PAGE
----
and sometimes lovecrafts verbosity is quite offset by the repetitious use of certain words (non-euclidean i can accept...non-euclidean geometry was a big new thing at the time...when this was written...einstein was a contemporary. he finally put it to rest when he proved the universe is hyperbolic (non-euclidean) i think at the time of writing nyarlathotep nikola tesla was a contemporary...the person nyarlathotep's avatar in the story is believed to be based on. ) such as non-euclidean, eldrich,cyclopean, etc...and most of this i let go for the things he describes are such that not many words can well do them justice and those were very powerful words in the day, now adays we hear cyclopean not too many think "gigantic" i think most just think "its got one eye?" but cyclopean of the time kinda meant "was huge beyond all reason" actually you can draw some parallels between the cyclops at the end of homers odyssey and cthulhu rising up from r'lyeh at the end of call of cthulhu.
in many ways his style of story telling can be seen today, such as cloverfield shown from the perspective of someone who doesnt know when to put down the camera or signs the bits and pieces of news pieces surrounding the event but never fully just showing it happening...same with the happening...though that was more or less the only thing i liked about either of those movies...
i like how they give you the story in bits and pieces, like you would get it if it happened in real life and you are left to fill in the rest...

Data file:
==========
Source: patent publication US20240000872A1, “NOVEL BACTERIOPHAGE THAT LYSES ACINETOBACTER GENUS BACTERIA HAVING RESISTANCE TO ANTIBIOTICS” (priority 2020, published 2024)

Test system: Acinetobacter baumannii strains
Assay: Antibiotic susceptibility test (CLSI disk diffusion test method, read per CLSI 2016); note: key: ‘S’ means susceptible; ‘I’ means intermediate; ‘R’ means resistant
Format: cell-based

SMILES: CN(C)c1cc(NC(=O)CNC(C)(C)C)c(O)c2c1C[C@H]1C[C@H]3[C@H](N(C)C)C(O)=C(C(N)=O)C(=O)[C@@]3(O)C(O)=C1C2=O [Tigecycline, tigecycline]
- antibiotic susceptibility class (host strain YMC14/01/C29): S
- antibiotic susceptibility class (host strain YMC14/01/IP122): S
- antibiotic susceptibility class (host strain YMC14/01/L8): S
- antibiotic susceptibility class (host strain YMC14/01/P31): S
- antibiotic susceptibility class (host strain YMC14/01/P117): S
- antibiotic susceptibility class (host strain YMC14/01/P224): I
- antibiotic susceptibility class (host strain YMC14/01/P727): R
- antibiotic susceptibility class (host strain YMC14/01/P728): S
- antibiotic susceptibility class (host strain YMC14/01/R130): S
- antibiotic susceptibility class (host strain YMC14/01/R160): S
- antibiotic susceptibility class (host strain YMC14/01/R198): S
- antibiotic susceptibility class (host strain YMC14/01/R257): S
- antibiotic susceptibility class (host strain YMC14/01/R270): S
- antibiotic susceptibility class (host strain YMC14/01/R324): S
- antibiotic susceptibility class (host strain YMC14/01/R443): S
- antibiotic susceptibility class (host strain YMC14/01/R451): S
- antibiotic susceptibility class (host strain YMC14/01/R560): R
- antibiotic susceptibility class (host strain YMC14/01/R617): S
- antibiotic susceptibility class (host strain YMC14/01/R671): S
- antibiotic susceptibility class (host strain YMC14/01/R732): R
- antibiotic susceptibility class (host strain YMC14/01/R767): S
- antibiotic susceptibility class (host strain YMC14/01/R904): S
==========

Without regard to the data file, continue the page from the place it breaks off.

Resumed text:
and lovecraft is perhaps best not for what he DOES describe...but what he doesnt (even if it pissed me off like what the hell did he bring up from the salts in the case of charles dexter ward, or what the hell do the deep ones look like...)
i loved the shadow out of time, because i am a big fan of libraries and especially of learning things...and the idea...the mere idea of a library full of all of human knowledge of the past, present, and future, and of knowledge far removed from humanity just makes me wet...thinking about what i would do in the face of such a treasure trove...i would have gotten eaten by flying polyps no doubt about it. because if i saw that i would stumbling over myself running towards it...and then i would never leave if i got there...i could spend my entire life in a place like that...i wonder if yog-sothoth could help...you know...summon like lightning or something to take care of the polyps...i know yog-sothoth isnt a nice...thing...but you know...be convincing...might have to kill some people in exchange...but...hey...i could go to lengths on how many people i would kill for that opportunity.
and when he gets there all he takes is the thing he wrote centuries ago....i mean...i guess thats fine...it would convince people it happened, and that there is a library full of the sum of human knowledge...which would get more people combing the desert...not that they could fight the flying polyps...

suffice to say...im a big fan.
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Re: Cthulhu! (Well, Lovecraft in general)

Postby Glmclain » Sat Jul 24, 2010 4:30 am UTC

Holy fuck, wall of text + no spellcheck AHHHRGH.

Also: Am I the only one that genuinely enjoys the racism in his stories? They definitely add flavor and humor.

Although racism is obviously bad, the guy was clearly delusional about racial stuff, and it's hilarious to see it jotted down on paper.

Any man who would name a cat "Nigger-Man" is a funny guy in my book, awful intentions or not.
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Re: Cthulhu! (Well, Lovecraft in general)

Postby tuseroni » Sat Jul 24, 2010 6:00 am UTC

um...i have a spell checker...and it didnt catch any misspelled words....
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Re: Cthulhu! (Well, Lovecraft in general)

Postby Kewangji » Sat Jul 24, 2010 10:21 am UTC